“I seem to be incredibly low,” Helen McCrory complains, swivelling in her modish chair. In the arch-tones of a tabloid journalist, she declares: “Helen McCrory seems to have shrunk enormously since I last saw her. So it was no surprise when she told me she was starring in The Hobbit. I knew she was Welsh, but really?”
At a private members’ club, wolfing down breakfast, McCrory, 5ft 3in, looks like an angelic child rather than a woman of 44 who just happens to be married to Britain’s most desirable man – Damian Lewis, 42, the Emmy- and Golden Globe-winning star of Homeland. These days we see her on the red carpet, wearing slinky Marchesa frocks and De Beers diamonds. But McCrory seems enviably normal, with the actor’s gift of intimacy and silliness. In that deep, thespy voice she can segue from Chekhov to contact lenses, and make both sound equally thrilling.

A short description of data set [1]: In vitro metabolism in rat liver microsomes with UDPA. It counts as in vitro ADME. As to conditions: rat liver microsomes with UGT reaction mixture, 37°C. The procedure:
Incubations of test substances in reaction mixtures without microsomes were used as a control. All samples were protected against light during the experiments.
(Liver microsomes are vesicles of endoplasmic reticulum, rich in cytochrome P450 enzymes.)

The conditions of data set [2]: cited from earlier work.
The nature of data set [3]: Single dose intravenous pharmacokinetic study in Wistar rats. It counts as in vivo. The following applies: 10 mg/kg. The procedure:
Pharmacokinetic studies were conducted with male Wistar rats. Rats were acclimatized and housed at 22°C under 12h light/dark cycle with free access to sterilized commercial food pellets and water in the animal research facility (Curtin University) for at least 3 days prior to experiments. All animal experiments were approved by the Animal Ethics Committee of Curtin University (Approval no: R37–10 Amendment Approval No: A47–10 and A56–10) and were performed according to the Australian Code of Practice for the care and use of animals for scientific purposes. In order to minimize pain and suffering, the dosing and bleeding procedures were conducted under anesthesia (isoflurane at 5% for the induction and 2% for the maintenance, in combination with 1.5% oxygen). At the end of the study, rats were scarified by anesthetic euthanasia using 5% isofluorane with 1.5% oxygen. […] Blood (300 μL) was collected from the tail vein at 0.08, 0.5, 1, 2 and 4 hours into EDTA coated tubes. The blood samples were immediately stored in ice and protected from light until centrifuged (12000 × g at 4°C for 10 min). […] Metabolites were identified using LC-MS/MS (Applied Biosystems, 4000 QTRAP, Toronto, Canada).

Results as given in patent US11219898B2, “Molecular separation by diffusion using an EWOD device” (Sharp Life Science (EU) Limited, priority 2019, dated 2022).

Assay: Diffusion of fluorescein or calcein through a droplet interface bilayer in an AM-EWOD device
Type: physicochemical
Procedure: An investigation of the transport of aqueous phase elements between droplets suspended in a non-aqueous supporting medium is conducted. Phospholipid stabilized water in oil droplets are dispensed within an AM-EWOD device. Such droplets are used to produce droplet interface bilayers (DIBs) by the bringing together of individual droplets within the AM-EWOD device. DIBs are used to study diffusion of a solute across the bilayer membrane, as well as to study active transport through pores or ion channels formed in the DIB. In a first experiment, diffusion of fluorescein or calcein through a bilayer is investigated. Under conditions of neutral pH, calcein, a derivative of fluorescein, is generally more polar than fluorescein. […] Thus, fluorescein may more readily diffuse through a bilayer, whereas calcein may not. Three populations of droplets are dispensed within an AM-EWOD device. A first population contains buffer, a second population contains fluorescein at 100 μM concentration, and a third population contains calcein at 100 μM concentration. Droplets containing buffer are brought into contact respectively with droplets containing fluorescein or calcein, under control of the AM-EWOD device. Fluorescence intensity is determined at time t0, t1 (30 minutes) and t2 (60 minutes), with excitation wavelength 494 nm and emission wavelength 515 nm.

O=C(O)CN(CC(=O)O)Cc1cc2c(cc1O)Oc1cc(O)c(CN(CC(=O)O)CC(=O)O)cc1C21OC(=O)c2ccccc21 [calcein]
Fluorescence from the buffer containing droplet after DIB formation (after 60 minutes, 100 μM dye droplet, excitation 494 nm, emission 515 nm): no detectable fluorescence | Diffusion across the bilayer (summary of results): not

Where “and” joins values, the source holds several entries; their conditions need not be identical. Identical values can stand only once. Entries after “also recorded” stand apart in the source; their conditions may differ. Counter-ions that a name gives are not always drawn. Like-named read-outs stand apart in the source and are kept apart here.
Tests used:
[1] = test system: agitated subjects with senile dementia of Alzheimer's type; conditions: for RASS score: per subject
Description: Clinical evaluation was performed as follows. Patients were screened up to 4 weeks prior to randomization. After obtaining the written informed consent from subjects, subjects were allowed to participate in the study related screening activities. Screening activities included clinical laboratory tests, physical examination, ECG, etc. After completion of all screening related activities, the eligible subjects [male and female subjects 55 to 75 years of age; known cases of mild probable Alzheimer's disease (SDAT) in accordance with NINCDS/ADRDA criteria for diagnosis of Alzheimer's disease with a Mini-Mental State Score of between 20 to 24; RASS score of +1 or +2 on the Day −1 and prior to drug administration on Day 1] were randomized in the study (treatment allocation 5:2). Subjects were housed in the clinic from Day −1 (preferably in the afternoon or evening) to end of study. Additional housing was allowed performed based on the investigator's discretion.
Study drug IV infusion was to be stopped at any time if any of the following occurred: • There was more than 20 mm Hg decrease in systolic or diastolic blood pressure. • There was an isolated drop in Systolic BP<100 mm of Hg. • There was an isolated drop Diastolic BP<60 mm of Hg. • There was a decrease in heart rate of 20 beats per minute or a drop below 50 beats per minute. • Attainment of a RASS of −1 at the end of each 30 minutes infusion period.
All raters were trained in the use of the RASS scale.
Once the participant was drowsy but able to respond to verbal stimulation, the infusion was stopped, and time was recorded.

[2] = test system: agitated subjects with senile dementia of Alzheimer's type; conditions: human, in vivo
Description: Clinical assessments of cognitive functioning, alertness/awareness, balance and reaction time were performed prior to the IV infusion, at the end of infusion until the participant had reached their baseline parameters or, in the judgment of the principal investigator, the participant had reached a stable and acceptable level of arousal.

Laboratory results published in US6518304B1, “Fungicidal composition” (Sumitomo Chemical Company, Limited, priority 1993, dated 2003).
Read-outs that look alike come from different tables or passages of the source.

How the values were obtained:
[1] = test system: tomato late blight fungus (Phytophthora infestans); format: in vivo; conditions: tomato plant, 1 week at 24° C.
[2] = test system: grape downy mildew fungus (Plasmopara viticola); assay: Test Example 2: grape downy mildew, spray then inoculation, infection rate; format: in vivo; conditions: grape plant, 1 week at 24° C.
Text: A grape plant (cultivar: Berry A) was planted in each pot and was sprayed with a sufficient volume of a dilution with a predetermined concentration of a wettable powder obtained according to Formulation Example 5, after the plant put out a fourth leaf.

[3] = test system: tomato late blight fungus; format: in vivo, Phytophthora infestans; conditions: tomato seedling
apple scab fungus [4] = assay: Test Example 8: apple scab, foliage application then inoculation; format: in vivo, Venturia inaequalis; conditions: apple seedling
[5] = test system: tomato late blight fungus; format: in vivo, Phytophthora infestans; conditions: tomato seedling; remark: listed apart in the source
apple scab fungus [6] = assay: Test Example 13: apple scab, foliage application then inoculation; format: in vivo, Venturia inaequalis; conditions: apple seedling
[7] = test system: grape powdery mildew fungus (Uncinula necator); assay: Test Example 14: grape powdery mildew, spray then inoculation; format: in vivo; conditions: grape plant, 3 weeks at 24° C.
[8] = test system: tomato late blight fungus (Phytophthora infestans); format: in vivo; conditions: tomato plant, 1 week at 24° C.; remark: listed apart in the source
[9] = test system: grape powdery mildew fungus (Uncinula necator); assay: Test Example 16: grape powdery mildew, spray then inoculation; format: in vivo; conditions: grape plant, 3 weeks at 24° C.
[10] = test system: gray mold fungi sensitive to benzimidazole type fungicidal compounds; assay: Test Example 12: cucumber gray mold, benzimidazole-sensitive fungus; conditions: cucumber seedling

In the past two years she has played a Cabinet minister in Skyfall, terrified as Narcissa Malfoy in Harry Potter and the Deathly Hallows, and was hand-picked for Hugo, Martin Scorsese’s Oscar-winning children’s film. Oh, and she’s just received an Olivier Best Supporting Actress nomination for her role as a fortysomething daughter at odds with her ageing hippie mother, played by Julie Walters, in The National’s The Last of the Haussmans. It was a performance to make you howl and weep with recognition.
Continue reading Helen McCrory: ‘I used to think sexually charged roles were exploitative. Now I’m in my forties, I think it’s art’